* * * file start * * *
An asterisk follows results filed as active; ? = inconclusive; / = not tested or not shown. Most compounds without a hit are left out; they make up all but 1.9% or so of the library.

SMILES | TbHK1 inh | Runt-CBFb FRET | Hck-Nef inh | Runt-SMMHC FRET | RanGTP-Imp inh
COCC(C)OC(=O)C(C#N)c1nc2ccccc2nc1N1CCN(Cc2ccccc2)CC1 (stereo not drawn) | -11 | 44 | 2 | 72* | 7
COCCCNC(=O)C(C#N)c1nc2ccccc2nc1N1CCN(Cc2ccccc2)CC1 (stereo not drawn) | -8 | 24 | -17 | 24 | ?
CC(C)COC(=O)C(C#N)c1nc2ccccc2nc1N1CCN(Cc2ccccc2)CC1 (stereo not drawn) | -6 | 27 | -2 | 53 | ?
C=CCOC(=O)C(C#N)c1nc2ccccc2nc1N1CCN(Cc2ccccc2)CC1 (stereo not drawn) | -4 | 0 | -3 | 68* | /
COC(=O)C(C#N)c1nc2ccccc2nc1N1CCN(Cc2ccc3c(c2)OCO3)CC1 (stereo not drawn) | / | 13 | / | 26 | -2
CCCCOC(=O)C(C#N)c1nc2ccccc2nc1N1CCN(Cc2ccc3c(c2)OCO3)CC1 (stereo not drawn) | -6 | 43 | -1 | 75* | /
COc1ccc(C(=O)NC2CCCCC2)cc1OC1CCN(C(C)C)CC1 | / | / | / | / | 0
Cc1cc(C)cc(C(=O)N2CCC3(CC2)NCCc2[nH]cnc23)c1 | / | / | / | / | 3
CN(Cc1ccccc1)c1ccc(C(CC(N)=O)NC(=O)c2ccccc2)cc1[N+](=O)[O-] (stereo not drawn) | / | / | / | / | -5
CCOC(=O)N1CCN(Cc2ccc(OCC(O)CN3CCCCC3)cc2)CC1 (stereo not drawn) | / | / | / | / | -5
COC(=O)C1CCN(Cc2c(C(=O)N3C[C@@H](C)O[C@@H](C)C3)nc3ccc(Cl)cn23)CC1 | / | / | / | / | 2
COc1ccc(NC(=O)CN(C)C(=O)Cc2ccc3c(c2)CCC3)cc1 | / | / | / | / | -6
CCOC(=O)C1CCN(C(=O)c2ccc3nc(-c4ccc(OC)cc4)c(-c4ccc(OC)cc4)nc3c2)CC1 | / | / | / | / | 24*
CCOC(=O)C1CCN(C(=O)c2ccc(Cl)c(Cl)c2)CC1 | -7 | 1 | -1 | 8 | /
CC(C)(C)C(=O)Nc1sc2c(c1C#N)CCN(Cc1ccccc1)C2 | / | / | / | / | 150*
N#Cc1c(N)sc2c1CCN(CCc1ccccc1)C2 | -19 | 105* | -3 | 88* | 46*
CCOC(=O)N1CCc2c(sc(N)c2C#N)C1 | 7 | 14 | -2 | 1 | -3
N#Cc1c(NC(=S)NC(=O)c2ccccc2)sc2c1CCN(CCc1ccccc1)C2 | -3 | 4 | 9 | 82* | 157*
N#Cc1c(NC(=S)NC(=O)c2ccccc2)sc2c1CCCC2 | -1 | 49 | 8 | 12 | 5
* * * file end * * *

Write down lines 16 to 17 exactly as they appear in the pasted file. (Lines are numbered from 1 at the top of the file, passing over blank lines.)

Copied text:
CCOC(=O)C1CCN(C(=O)c2ccc(Cl)c(Cl)c2)CC1 | -7 | 1 | -1 | 8 | /
CC(C)(C)C(=O)Nc1sc2c(c1C#N)CCN(Cc1ccccc1)C2 | / | / | / | / | 150*